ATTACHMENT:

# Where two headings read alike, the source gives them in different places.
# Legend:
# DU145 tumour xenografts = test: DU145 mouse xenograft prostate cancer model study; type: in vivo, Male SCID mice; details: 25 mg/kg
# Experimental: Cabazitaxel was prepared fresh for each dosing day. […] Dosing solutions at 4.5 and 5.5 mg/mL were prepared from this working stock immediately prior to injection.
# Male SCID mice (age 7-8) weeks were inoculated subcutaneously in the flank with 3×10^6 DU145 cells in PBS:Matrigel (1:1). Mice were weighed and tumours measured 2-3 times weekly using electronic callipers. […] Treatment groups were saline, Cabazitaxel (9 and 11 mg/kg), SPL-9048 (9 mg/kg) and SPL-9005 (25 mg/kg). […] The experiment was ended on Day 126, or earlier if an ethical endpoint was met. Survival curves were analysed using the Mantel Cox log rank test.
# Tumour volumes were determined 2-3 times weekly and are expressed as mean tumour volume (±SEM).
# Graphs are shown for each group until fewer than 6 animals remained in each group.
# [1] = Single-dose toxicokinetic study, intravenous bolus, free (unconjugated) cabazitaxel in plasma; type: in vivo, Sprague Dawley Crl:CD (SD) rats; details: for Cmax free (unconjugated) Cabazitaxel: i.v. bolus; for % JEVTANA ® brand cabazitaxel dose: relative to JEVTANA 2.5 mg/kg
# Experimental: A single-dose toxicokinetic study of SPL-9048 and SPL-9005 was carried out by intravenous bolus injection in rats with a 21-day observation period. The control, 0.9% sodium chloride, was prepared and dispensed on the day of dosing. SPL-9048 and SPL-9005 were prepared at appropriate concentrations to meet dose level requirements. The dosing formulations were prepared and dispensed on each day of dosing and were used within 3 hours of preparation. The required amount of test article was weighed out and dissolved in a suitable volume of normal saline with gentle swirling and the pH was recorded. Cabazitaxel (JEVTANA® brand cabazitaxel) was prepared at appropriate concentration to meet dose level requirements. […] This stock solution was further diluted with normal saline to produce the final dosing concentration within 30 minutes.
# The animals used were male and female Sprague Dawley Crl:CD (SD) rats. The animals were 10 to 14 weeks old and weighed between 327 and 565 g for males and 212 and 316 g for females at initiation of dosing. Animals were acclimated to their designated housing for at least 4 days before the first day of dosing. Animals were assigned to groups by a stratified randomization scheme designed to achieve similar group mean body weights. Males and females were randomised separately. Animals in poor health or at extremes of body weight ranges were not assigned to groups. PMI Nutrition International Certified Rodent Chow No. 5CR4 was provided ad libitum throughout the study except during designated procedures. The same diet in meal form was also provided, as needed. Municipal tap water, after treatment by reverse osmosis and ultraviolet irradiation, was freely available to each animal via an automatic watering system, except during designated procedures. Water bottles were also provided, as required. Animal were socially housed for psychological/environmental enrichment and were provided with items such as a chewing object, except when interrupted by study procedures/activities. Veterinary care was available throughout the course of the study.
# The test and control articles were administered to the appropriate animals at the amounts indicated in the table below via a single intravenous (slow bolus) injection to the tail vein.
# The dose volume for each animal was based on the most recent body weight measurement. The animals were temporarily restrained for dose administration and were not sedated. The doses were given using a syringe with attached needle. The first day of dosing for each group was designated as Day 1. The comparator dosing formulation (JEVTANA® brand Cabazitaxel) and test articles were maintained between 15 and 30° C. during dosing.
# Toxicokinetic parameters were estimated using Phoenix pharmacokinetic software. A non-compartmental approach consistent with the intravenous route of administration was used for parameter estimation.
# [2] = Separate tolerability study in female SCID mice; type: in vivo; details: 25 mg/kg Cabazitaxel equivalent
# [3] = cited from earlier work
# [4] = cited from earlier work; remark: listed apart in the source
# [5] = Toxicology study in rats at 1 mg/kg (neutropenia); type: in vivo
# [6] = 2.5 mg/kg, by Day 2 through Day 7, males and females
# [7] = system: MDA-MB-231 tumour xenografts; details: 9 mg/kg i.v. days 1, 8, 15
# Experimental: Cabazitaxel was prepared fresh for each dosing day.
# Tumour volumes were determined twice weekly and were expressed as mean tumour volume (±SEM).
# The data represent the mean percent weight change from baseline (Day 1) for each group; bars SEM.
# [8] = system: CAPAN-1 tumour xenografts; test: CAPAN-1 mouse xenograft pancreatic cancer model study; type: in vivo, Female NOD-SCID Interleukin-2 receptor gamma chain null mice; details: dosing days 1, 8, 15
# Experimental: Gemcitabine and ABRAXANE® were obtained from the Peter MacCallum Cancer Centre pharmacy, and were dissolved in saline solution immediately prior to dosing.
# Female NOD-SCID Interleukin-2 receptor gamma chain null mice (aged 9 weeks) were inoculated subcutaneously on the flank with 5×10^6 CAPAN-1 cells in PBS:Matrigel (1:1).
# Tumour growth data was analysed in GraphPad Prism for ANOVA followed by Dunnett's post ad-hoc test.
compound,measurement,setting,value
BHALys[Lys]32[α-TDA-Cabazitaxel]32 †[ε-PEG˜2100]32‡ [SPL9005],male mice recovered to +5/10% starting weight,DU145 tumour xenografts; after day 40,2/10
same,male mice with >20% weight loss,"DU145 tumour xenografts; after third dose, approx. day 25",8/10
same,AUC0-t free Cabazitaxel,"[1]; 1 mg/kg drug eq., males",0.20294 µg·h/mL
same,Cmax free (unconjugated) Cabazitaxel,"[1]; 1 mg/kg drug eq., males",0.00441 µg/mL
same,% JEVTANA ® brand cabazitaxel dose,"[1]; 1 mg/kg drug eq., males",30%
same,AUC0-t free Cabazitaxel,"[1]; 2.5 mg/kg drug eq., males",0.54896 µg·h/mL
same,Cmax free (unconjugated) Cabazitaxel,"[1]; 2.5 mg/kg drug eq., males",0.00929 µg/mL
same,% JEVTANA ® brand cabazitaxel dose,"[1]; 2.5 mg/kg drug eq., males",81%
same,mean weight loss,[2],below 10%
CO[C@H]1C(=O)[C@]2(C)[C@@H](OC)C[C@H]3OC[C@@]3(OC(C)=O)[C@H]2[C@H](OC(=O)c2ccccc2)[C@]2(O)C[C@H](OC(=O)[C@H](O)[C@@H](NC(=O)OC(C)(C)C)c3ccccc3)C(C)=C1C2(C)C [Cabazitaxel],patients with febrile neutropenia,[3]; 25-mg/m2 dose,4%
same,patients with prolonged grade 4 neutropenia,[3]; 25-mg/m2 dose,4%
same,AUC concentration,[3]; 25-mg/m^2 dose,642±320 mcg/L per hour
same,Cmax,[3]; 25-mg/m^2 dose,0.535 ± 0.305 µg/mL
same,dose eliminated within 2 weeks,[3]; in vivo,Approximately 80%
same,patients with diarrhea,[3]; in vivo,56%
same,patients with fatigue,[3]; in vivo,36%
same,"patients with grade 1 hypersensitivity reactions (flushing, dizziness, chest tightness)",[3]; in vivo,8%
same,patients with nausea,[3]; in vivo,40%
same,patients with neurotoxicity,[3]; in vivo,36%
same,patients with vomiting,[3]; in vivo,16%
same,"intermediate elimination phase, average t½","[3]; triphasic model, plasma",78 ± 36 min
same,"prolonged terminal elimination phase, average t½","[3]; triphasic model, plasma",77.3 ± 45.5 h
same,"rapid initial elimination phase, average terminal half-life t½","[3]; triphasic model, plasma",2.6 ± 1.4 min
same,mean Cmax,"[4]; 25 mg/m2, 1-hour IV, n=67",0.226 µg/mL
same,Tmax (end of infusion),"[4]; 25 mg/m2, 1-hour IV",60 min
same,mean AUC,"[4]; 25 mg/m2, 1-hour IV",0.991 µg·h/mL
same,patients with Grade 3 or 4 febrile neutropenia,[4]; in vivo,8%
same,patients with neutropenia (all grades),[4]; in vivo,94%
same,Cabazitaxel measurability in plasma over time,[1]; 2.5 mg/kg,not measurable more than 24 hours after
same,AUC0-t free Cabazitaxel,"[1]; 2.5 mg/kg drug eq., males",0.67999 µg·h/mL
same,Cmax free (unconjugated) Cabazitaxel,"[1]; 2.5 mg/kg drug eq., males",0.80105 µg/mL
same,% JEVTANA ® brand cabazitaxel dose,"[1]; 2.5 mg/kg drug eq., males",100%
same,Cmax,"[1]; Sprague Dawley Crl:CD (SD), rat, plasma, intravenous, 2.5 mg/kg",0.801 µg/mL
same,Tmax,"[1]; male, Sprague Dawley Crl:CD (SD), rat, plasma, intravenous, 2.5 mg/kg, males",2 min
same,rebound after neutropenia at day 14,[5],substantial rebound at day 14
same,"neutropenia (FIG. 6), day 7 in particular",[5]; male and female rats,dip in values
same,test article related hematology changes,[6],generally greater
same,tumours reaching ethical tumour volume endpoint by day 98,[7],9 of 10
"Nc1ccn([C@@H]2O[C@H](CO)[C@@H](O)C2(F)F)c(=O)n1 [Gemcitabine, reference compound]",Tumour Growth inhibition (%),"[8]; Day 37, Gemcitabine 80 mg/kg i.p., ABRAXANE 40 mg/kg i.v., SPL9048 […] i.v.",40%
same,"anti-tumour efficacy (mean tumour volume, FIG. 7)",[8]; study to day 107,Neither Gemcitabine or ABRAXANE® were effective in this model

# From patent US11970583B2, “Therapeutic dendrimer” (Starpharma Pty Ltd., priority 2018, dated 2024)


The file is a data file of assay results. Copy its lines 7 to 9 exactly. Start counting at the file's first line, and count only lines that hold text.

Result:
# Graphs are shown for each group until fewer than 6 animals remained in each group.
# [1] = Single-dose toxicokinetic study, intravenous bolus, free (unconjugated) cabazitaxel in plasma; type: in vivo, Sprague Dawley Crl:CD (SD) rats; details: for Cmax free (unconjugated) Cabazitaxel: i.v. bolus; for % JEVTANA ® brand cabazitaxel dose: relative to JEVTANA 2.5 mg/kg
# Experimental: A single-dose toxicokinetic study of SPL-9048 and SPL-9005 was carried out by intravenous bolus injection in rats with a 21-day observation period. The control, 0.9% sodium chloride, was prepared and dispensed on the day of dosing. SPL-9048 and SPL-9005 were prepared at appropriate concentrations to meet dose level requirements. The dosing formulations were prepared and dispensed on each day of dosing and were used within 3 hours of preparation. The required amount of test article was weighed out and dissolved in a suitable volume of normal saline with gentle swirling and the pH was recorded. Cabazitaxel (JEVTANA® brand cabazitaxel) was prepared at appropriate concentration to meet dose level requirements. […] This stock solution was further diluted with normal saline to produce the final dosing concentration within 30 minutes.